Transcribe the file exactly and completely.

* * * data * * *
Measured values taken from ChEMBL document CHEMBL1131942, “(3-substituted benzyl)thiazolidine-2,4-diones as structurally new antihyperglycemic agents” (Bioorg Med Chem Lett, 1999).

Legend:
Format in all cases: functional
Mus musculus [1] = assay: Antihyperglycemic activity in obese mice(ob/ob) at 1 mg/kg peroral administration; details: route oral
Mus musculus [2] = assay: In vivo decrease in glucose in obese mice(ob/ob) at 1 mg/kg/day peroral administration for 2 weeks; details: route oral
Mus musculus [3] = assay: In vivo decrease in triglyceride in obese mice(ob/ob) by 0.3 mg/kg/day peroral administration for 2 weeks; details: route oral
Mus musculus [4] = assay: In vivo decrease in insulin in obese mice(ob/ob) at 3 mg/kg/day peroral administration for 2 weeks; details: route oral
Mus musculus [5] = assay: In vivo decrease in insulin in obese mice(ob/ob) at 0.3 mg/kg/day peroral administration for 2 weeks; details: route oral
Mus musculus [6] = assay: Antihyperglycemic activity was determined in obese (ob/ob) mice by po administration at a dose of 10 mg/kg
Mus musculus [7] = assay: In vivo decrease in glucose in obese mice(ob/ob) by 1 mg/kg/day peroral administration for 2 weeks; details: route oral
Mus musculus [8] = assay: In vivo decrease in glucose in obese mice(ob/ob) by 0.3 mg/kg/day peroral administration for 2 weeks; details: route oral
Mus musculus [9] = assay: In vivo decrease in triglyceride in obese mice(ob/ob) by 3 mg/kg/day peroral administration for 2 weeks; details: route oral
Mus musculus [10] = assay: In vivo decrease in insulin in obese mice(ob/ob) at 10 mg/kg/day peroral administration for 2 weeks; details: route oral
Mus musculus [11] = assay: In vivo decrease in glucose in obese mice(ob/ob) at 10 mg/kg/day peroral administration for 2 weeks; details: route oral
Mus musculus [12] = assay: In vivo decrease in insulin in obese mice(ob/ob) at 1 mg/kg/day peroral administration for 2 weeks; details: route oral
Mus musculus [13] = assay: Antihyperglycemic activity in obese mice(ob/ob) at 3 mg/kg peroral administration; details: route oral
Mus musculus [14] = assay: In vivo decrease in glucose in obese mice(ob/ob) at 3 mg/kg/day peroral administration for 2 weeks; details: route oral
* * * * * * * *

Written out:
Measured values taken from ChEMBL document CHEMBL1131942, “(3-substituted benzyl)thiazolidine-2,4-diones as structurally new antihyperglycemic agents” (Bioorg Med Chem Lett, 1999).

Legend:
Format in all cases: functional
Mus musculus [1] = assay: Antihyperglycemic activity in obese mice(ob/ob) at 1 mg/kg peroral administration; details: route oral
Mus musculus [2] = assay: In vivo decrease in glucose in obese mice(ob/ob) at 1 mg/kg/day peroral administration for 2 weeks; details: route oral
Mus musculus [3] = assay: In vivo decrease in triglyceride in obese mice(ob/ob) by 0.3 mg/kg/day peroral administration for 2 weeks; details: route oral
Mus musculus [4] = assay: In vivo decrease in insulin in obese mice(ob/ob) at 3 mg/kg/day peroral administration for 2 weeks; details: route oral
Mus musculus [5] = assay: In vivo decrease in insulin in obese mice(ob/ob) at 0.3 mg/kg/day peroral administration for 2 weeks; details: route oral
Mus musculus [6] = assay: Antihyperglycemic activity was determined in obese (ob/ob) mice by po administration at a dose of 10 mg/kg
Mus musculus [7] = assay: In vivo decrease in glucose in obese mice(ob/ob) by 1 mg/kg/day peroral administration for 2 weeks; details: route oral
Mus musculus [8] = assay: In vivo decrease in glucose in obese mice(ob/ob) by 0.3 mg/kg/day peroral administration for 2 weeks; details: route oral
Mus musculus [9] = assay: In vivo decrease in triglyceride in obese mice(ob/ob) by 3 mg/kg/day peroral administration for 2 weeks; details: route oral
Mus musculus [10] = assay: In vivo decrease in insulin in obese mice(ob/ob) at 10 mg/kg/day peroral administration for 2 weeks; details: route oral
Mus musculus [11] = assay: In vivo decrease in glucose in obese mice(ob/ob) at 10 mg/kg/day peroral administration for 2 weeks; details: route oral
Mus musculus [12] = assay: In vivo decrease in insulin in obese mice(ob/ob) at 1 mg/kg/day peroral administration for 2 weeks; details: route oral
Mus musculus [13] = assay: Antihyperglycemic activity in obese mice(ob/ob) at 3 mg/kg peroral administration; details: route oral
Mus musculus [14] = assay: In vivo decrease in glucose in obese mice(ob/ob) at 3 mg/kg/day peroral administration for 2 weeks; details: route oral